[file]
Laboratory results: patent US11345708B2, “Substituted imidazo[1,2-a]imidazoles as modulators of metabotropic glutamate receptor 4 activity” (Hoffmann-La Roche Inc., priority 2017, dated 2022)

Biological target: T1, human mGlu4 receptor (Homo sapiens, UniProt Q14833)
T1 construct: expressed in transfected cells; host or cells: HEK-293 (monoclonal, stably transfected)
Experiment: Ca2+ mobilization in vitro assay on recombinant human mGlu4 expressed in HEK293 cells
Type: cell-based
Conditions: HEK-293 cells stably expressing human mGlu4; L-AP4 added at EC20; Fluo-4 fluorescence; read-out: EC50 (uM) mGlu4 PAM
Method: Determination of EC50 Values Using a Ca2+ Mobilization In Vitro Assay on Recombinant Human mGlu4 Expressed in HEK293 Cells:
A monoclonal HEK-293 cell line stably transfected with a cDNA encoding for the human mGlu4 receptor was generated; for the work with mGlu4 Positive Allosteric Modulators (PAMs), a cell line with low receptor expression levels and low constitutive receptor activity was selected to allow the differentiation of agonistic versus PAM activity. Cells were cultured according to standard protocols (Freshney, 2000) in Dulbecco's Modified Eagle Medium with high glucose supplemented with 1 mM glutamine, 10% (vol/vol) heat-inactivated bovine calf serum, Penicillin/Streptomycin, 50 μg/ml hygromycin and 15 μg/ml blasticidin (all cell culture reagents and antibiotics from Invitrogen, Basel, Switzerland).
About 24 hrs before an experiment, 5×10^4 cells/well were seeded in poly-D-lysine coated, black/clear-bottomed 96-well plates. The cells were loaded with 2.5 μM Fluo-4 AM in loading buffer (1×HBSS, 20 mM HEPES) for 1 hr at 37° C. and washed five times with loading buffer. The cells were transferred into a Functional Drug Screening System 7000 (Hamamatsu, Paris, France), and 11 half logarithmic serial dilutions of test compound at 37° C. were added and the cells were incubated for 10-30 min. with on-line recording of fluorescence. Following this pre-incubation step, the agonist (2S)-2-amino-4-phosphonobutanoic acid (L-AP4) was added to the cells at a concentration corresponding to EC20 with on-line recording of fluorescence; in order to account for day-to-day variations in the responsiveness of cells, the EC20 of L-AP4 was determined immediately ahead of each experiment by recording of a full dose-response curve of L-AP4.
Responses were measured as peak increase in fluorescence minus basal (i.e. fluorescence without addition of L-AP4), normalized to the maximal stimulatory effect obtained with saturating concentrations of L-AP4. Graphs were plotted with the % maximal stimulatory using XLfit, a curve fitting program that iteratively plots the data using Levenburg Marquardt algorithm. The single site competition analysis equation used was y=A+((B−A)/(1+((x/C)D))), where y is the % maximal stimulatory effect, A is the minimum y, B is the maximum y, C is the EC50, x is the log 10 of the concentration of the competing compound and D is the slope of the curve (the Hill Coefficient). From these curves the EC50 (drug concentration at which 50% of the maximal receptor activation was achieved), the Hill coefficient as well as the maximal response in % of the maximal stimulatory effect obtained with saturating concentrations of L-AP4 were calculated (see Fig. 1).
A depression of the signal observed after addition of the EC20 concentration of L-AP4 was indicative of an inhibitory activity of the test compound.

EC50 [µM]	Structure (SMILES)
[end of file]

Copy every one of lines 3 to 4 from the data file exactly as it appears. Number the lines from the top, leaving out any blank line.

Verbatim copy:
T1 construct: expressed in transfected cells; host or cells: HEK-293 (monoclonal, stably transfected)
Experiment: Ca2+ mobilization in vitro assay on recombinant human mGlu4 expressed in HEK293 cells